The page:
The Making and Unmaking of Borders and the State

The Making and Unmaking of Borders and the State
Friday, October 8, 2021
9:30 AM (Pacific Time)

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 9:30-9:35 AM 

 Opening Remarks 

 9:35-10:20 

 State-Building and Borderlands: Control of the Turkish State on an Everyday Level
 Dilan Okcuoglu (American University) 

 10:20-10:25 

 Break 

 10:25-11:10 

 Poverty in a Land of Plenty: Kurdish Kolbers, Racialized Labor, and State Violence in Iran 
 
Ahmad Mohammadpour (University of Massachusetts Amherst) 

 11:10-11:15 

 Break 

 11:15-12:00 PM 

 Responsibility to Protect, the Libya Effect, and Politics of Despair in Syria
 Basileus Zeno (Amherst College) 

 

Panelists

Dr. Dilan Okcuoglu is a postdoctoral fellow in Global Kurdish Studies at the American University, School of International Service in Washington, DC. Prior to that, she was a visiting scholar at the Cornell University, M. Einaudi Center for International Studies. Also, affiliated with the Center for Democracy and Diversity at Queen’s University and the Interdisciplinary Research Center on Democracy and Diversity at the Université du Québec à Montréal since 2018-2019. She received her PhD and MA in Political Studies from Queen’s University in Canada. She has another MA degree from Europe (Central European University); finished her undergrad in economics (Bogazici University). In addition to academic life, she has keen interest in diplomacy and policymaking. Dr. Okcuoglu has an interdisciplinary background in politics, economics and philosophy. Her teaching and research interests primarily lie in the politics of MENA, conflict and peace studies, comparative territorial and border politics, democratization, global justice, ethnic politics and nationalism as well as state-minority relations in conflict zones. Okcuoglu has already published book chapters (Oxford University Press and Palgrave Macmillan) and op-eds (in the Conversation; Peace Insight; Jerusalem Post; Daily News; National Post). She is currently working on her article manuscripts and a book proposal in DC.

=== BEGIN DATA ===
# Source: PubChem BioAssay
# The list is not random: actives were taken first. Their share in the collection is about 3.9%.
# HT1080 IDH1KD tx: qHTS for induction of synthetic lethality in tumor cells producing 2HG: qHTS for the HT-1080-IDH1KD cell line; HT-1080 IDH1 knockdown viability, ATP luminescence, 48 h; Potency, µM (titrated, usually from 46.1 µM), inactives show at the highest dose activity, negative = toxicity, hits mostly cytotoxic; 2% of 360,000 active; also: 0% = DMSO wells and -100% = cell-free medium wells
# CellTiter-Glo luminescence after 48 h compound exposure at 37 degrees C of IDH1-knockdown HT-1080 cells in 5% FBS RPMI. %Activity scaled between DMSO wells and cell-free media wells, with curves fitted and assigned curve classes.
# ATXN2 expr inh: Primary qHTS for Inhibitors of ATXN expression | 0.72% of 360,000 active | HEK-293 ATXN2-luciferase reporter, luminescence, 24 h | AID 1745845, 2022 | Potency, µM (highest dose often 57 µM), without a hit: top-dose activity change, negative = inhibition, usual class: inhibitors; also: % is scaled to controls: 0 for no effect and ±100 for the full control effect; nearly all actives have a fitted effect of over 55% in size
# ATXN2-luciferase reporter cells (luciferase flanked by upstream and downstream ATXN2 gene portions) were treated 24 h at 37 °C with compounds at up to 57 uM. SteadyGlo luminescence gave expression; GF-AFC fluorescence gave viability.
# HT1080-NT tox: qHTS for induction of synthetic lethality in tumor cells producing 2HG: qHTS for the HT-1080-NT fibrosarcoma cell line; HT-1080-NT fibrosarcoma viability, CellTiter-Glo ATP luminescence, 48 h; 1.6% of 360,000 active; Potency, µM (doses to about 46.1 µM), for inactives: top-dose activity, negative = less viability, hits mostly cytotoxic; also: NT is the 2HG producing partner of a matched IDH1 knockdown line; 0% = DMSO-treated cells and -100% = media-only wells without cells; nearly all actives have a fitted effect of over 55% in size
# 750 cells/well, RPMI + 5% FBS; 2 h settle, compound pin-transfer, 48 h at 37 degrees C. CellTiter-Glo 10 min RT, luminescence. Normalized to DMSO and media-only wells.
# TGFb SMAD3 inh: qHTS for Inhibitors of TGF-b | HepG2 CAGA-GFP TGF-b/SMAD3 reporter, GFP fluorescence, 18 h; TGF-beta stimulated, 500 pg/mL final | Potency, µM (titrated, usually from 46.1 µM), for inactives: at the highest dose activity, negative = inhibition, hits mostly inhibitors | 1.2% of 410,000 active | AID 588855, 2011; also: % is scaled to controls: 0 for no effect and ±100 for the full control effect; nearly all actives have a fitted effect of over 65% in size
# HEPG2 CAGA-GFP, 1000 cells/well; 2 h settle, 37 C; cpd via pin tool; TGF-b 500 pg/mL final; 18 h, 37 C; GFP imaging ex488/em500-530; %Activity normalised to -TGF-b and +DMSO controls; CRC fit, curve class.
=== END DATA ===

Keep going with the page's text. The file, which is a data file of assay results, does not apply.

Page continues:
Dr. Ahmad Mohammadpour is a socio-anthropologist from Eastern Kurdistan, Iran. He holds a PhD. in sociology from Shiraz University - Iran and another in anthropology at the University of Massachusetts - Amherst where he taught courses on nationalism, and ethno-religious conflicts in the contemporary Middle East. Mohammadpour research centers at the intersections of the internal colonialism, minoritized ethno-religious communities, and political economy of de-development in the Middle East, with a focus on Kurds in Iran. He has written eight monographs and (co)authored over 60 academic articles in English, Kurdish and Persian. Mohammadpour’s works on Kurdistan are widely considered models for ethnographic and grounded theory-based research in Iran. Mohammadpour’s research has thus far appeared in various international peer-reviewed journals such as Current Anthropology (forthcoming), The British Journal of Sociology, Third World Quarterly, Ethnicities, Quality & Quantity: International Journal of Methodology, the British Journal of Middle Eastern Studies and the International Journal of Qualitative Studies on Health and Well-being, among others.

Dr. Basileus Zeno is Karl Loewenstein Fellow and Visiting Lecturer in Political Science at Amherst College. He received his Ph.D. in Political Science at the University of Massachusetts Amherst in 2021. Dr. Zeno’s research centers around themes of forced migration, violence, colonial legacies, interpretive methodology, nationalism, and sectarianism in the Middle East. He has conducted extensive ethnographic fieldwork with Syrian asylum seekers and refugees in the United States, and has published in the Middle East Law and Governance journal and Jadaliyya and has other forthcoming peer-reviewed articles. Additionally, Dr. Zeno is a MESA Global Academy Fellow and part of the LSE research project “Legitimacy and citizenship in the Arab world.”

Discussants & moderator

Can Aciksoz, UCLA

Laurie A. Brand, USC

Ali Behdad, UCLA (moderator)


Sponsor(s): Center for Near Eastern Studies, USC Department of Middle East Studies